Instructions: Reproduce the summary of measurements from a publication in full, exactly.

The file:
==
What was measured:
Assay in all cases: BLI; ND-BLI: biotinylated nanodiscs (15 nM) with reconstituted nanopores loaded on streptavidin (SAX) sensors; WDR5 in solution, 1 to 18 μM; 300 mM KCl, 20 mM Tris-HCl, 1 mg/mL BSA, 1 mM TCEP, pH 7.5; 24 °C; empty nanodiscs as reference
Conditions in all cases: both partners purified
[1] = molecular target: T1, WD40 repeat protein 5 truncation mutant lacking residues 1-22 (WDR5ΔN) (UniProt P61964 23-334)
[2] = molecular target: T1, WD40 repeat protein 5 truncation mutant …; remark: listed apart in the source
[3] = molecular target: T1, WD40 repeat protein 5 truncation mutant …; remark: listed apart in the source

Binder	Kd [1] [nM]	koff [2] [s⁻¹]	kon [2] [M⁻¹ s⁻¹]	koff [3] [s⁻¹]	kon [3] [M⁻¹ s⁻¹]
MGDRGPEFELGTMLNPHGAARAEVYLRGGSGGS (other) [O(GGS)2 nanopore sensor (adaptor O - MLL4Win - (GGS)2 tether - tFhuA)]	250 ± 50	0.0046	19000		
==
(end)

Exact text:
What was measured:
Assay in all cases: BLI; ND-BLI: biotinylated nanodiscs (15 nM) with reconstituted nanopores loaded on streptavidin (SAX) sensors; WDR5 in solution, 1 to 18 μM; 300 mM KCl, 20 mM Tris-HCl, 1 mg/mL BSA, 1 mM TCEP, pH 7.5; 24 °C; empty nanodiscs as reference
Conditions in all cases: both partners purified
[1] = molecular target: T1, WD40 repeat protein 5 truncation mutant lacking residues 1-22 (WDR5ΔN) (UniProt P61964 23-334)
[2] = molecular target: T1, WD40 repeat protein 5 truncation mutant …; remark: listed apart in the source
[3] = molecular target: T1, WD40 repeat protein 5 truncation mutant …; remark: listed apart in the source

Binder	Kd [1] [nM]	koff [2] [s⁻¹]	kon [2] [M⁻¹ s⁻¹]	koff [3] [s⁻¹]	kon [3] [M⁻¹ s⁻¹]
MGDRGPEFELGTMLNPHGAARAEVYLRGGSGGS (other) [O(GGS)2 nanopore sensor (adaptor O - MLL4Win - (GGS)2 tether - tFhuA)]	250 ± 50	0.0046	19000		